Shortly after P was born, I declared that Chad and I were “one and done.” The hours of crying each night, the anxiety, the feelings of utter helplessness, surely, we were not doing it again. And then, 11 months later, I attended a beautiful baby shower for a good friend of mine. There, I spoke to her sister-in-law, who has three young children. “How do you do it?” I asked, adding “I can barely handle the one I have.”
She smiled warmly, “Believe it or not, it’s easier when you have more than one. They entertain each other.”
“Hmmm.” The wheels began to turn in my fatigued, fickle brain.
She added, “Truthfully, you forget what it’s like to have just one, just like you can’t remember now what you did before you had a kid.”
“True,” I responded.
As covertly as I could, I observed the woman and her children during the shower. The two older children, who looked to be maybe five and three, sat politely in their chairs, ate their scones, and giggled at each other. The mother smiled on, holding her newborn son in a baby carrier. I won’t pretend to know what goes on in their home, but there, at that baby shower, they looked genuinely happy.
When I arrived home that afternoon, I found Chad sitting on the couch. I stood directly in front of him, blocking the television, and, as authoritatively as I could, demanded that he give me another baby.
“Right now?” he asked, his face contorted into a confused, but eager expression.
“Well, maybe not right now, but I think we should consider it.” I explained, “If we’re going to do it, I’d rather have it happen sooner than later. I mean, don’t you want P to have a sibling close enough in age that they can play together?”
Throughout the next week, we discussed the possibility of having a second child. Some days, we were both on board, and other days, especially long, busy days, we were more hesitant about the idea. I wondered, “Would we be selfish to have another?” I feel like a decent mother most of the time, but with two, could I hack it? A second child would also mean making some pretty significant lifestyle changes; with well over six figures in private, student loan debt, the cost of living in the DC metro area (where we can both find jobs), child care costs, etc. we would have to make cuts somewhere. It has been about three months since the conversation began, and we’re still debating our ability to finance potential cherub number two.
In the time since my friend’s baby shower, my Facebook feed has exploded with more baby news; two of my friends gave birth to their children, and two of my friends from high school announced their second pregnancies. I stared at their baby belly pictures with the tiniest bit of envy; “What is wrong with me?” I wondered. “I didn’t even enjoy (most of) my pregnancy.” For about the millionth time since becoming a parent, I questioned my sanity. I mean, who says, “Oooooh, Oooooh, meeeee (raising hand in the air)! I need fewer hours of sleep!”, “I love going to the bathroom with a screaming toddler clinging to my leg. I just need another one for the other leg!” or, “Less time to myself? Abso-freakin-lutely!”?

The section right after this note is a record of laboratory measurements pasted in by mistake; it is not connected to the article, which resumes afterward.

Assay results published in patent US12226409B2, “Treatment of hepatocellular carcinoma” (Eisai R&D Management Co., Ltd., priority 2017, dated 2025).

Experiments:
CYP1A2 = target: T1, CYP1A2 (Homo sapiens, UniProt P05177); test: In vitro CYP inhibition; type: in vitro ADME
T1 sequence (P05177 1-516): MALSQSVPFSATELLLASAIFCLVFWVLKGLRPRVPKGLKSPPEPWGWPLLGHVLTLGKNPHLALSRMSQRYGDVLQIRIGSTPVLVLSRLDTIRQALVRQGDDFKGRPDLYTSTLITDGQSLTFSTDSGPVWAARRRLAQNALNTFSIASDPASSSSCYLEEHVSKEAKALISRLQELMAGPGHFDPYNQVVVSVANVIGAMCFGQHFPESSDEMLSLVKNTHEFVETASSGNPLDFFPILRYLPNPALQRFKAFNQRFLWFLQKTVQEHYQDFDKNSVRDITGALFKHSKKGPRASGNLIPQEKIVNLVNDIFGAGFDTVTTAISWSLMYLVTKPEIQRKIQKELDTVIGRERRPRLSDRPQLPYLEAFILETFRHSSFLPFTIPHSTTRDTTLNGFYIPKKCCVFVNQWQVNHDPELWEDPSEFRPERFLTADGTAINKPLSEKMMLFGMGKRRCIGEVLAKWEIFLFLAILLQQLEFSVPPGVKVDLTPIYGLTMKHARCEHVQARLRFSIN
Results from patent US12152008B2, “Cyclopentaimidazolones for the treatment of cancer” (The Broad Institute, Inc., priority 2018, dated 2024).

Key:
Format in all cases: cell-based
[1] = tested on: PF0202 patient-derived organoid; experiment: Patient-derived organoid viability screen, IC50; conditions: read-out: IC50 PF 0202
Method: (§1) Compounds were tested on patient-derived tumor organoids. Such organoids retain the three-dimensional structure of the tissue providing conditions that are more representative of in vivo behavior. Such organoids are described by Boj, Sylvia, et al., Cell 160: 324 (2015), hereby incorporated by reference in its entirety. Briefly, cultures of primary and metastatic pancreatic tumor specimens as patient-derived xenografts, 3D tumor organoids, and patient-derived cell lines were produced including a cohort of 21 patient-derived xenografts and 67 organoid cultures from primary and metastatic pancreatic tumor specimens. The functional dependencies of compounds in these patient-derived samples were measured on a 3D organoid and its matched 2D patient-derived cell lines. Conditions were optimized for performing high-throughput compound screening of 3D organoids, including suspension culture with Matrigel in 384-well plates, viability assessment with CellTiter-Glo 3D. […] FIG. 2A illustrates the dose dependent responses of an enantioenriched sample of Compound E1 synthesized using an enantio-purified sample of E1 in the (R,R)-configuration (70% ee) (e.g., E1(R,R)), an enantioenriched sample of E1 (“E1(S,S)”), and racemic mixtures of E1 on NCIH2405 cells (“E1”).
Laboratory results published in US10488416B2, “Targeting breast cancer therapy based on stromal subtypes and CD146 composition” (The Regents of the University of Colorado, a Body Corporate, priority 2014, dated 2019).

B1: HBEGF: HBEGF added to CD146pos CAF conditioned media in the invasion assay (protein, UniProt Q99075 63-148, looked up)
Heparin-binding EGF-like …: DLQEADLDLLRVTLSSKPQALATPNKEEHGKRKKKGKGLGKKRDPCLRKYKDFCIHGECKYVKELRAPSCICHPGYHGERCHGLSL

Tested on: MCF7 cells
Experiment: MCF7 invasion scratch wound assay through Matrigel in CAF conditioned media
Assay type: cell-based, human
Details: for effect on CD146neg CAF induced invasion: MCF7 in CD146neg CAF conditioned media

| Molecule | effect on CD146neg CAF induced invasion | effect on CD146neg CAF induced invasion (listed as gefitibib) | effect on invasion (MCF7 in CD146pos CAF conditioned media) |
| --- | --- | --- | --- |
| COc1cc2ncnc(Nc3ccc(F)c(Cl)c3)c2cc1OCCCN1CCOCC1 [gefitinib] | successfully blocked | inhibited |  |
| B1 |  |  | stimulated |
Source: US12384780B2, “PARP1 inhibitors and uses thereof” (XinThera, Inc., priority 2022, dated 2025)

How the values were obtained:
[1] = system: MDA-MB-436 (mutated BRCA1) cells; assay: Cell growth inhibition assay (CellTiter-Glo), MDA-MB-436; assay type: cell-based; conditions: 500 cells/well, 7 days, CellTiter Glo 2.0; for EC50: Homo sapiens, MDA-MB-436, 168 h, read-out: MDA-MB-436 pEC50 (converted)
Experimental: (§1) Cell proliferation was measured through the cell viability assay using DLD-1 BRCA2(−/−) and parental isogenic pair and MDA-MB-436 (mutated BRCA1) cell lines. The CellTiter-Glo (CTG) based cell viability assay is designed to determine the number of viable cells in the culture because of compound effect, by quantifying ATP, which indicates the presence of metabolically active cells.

It’s not that I don’t remember how soul-wrenching P’s first few months were. I remember them vividly (see previous post- Great (Parental) Expectations, Part II). The good memories just hold a more powerful presence in my mind- P’s look of absolute delight when she builds a four-block tower, the way she wraps her arms around my neck when I pick her up from daycare (like, “I missed you all day, Ma!”), the way she moves her arms up and down when she’s excited (P has some super sweet dance moves), and the wondrous look in her eyes when she sees something for the first time. I also think about what our lives will look like with a second child: P “cheesing” for the camera while holding her newborn sibling, chaotic mornings, with spilled coffee and poopy diapers, and short, weeknight dates with Chad, sharing a cheap bottle of wine and arguing (lovingly, of course) about whether to watch “The Real Housewives of Orange County” or “Secret War” (only to be cut short by crying child one or two). I suppose that could sound awful to some, but to me, it doesn’t sound too bad. I have always found that the most beautiful things in life are a little flawed.
When and if we do have another child, I know there are still going to be those soul-wrenching days; I won’t pretend it’s going to be all sunshine and rainbows. As challenging as it is, though, Chad and I believe it will be worth it. I guess all that’s left to say is, “Stay tuned.”